To be frank, the involvement is on another level. Now I can’t just rely on that prodigious wave of torque that the S55 twin-turbo provides, because now I have to make sure I’m in the right gear for it to make mayhem of the asphalt below. The satisfaction of riding out second gear and getting a smooth, yet quick 2-3 shift is deeply rewarding as well. And those heel-toe…oh wait, that’s right, you can’t. Well, you can, but what’s the point when it has software that automatically blips the throttle on downshifts. And I honestly have no idea how to turn this bit of programming off. I clicked into MDM mode and it still did it. I then turned off DSC completely and yes, it still did it. It makes normal driving easier and allows quicker downchanges, but I had trouble liking it.
Here’s an example: going down from 4th to 2nd, I put the clutch in and selected 2nd with my right hand, and as I’m used to on my E46, slowly let the clutch out to ensure smooth transition to the lower gear. Problem is, the car already blipped the throttle quite heavily, so instead of feeling the clutch grab and drag as I eased it out, it remained light with zero feel. Not an issue, just something to get used to. The quicker you changed down a gear, the better it works. Perhaps there’s a fuse for it…or a wire to snip.
Also, another slight grievance, the car in question had only 800 miles on it, but the gearshift was a bit clunky, with what felt like a diff thud on several upshifts, but I’m sure it’ll smooth out over time. The difference in shift quality between a M235i and 5,000 mile one assure me this. Never have I enjoyed driving a new M car as much. It even gave the engine more character, as the manual exposes turbo lag. It now becomes your responsibility to keep the engine in the sweet spot when you ask for it. And it’s by no means a chore. Changing gear is supposed to be fun, after all. You also feel the boost build more intensely. In second at 3k you can floor it and you think, “nothing, nothing, oh wait, I think it’s there, yes it’s-HOLY BLOODY MOTHER OF 21-YEAR-OLD SCOTCH!” I’ll say it again, in this case, lag is cool. It’s character.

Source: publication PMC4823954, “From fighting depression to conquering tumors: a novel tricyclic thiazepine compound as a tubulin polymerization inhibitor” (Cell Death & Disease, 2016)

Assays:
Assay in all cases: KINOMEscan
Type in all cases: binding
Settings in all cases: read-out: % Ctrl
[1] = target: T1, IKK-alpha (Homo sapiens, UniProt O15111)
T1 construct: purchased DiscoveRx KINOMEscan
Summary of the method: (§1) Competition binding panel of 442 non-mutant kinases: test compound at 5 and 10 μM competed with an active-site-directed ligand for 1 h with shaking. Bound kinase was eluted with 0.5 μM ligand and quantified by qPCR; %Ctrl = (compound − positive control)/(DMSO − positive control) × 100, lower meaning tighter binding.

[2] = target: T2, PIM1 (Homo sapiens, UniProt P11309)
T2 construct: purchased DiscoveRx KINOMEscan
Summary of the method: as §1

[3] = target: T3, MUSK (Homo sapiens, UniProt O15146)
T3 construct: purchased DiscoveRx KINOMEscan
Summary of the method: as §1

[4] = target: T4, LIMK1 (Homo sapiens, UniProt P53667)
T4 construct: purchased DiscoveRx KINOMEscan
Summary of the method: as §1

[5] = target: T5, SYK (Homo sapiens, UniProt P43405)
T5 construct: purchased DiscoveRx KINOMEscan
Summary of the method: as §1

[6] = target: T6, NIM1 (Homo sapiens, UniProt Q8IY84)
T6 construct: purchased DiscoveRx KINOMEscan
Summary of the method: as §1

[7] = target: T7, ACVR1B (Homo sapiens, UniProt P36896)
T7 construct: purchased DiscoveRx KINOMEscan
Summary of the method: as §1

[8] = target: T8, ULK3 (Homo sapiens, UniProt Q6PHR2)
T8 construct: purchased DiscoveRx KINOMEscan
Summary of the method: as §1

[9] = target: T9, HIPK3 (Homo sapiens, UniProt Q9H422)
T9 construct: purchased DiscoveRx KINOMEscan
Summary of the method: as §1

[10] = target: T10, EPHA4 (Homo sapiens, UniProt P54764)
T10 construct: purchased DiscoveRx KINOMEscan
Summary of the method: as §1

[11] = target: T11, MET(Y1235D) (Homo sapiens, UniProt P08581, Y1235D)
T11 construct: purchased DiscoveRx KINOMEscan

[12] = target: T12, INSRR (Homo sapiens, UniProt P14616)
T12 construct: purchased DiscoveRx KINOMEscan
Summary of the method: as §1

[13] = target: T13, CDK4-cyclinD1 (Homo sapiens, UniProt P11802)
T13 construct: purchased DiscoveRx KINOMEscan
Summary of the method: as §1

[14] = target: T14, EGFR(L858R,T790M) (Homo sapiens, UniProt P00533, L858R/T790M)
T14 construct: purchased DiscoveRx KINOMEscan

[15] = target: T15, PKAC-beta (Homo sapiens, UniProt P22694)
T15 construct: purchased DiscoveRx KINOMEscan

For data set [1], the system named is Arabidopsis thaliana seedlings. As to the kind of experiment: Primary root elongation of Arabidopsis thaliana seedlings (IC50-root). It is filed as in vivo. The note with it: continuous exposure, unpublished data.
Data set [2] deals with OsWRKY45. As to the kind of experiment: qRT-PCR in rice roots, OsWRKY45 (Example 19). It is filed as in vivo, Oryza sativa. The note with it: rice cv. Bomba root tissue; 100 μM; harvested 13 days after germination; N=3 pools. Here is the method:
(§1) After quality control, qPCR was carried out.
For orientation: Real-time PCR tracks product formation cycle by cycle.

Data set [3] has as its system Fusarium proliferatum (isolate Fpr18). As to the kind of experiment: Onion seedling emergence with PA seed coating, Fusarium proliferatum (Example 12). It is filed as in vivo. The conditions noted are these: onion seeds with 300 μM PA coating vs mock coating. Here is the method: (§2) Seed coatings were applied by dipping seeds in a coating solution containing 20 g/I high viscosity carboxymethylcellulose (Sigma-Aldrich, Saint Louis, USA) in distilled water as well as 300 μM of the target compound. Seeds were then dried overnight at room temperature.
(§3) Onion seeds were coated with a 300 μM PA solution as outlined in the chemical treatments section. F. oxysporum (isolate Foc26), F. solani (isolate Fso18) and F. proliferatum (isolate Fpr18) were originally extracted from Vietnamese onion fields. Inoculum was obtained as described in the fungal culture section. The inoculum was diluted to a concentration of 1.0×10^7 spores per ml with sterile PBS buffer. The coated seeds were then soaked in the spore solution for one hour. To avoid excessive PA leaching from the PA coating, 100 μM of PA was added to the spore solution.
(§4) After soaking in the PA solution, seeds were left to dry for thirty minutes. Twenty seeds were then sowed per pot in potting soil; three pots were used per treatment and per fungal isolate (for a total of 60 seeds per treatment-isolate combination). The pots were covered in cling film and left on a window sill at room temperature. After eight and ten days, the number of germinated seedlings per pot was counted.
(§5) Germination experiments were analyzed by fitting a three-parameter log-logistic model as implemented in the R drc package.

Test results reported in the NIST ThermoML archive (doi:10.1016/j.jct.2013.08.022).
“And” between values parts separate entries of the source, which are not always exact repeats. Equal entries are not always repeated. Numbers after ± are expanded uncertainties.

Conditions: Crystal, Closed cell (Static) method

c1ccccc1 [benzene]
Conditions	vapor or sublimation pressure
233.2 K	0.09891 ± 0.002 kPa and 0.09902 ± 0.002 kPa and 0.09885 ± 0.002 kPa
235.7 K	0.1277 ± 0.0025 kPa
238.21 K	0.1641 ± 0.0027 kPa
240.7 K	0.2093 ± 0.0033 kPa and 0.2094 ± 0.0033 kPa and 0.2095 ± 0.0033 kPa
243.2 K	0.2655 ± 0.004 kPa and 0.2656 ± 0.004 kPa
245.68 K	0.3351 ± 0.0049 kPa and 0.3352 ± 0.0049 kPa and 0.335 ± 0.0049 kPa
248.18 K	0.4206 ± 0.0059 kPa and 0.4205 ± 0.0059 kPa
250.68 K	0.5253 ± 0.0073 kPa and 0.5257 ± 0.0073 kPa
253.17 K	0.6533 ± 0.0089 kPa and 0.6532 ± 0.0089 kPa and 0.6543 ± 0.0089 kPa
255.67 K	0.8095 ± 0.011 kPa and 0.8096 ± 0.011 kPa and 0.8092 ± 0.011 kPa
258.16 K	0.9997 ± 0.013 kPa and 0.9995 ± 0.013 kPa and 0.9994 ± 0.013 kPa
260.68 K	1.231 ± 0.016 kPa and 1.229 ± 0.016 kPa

What I really didn’t like though? I love the wheels of the competition package, and the marginal power boost, but damn is the ride stiff. Even in comfort on admittedly rough surface streets, the ride was medieval. Smooth roads are mostly fine, but with some surface breaks and chewed up tarmac, it’s tiring. Tradeoffs though are supreme steering reflexes and zero roll in the chassis. Everyday though, I don’t know if I could do it. Yet, those wheels though. But that ride…BUT THOSE WHEELS. It’s tough, I know. #1stWorldProblems.
I feel I may have got sidetracked with the purpose of this story. So again, back to the topic, I drove an M4 with a manual transmission and it was awesome. Adding back that lost ingredient fixes my largest gripe with the M4, and that was a lack of intimacy and connection. It’s the prescription for both symptoms. DCT is great; it’s fast, efficient, and easy, but I personally find it boring. And you can brag to people you drive a stick also. First thing I do when I see a cool car on the street? Walk up to the window and peer in to see if a gear lever resides inside. What can I say, I’m a romantic. Buy a manual and you’re ride will also probably be more valuable in the future as well. Just speculating. Save the manuals!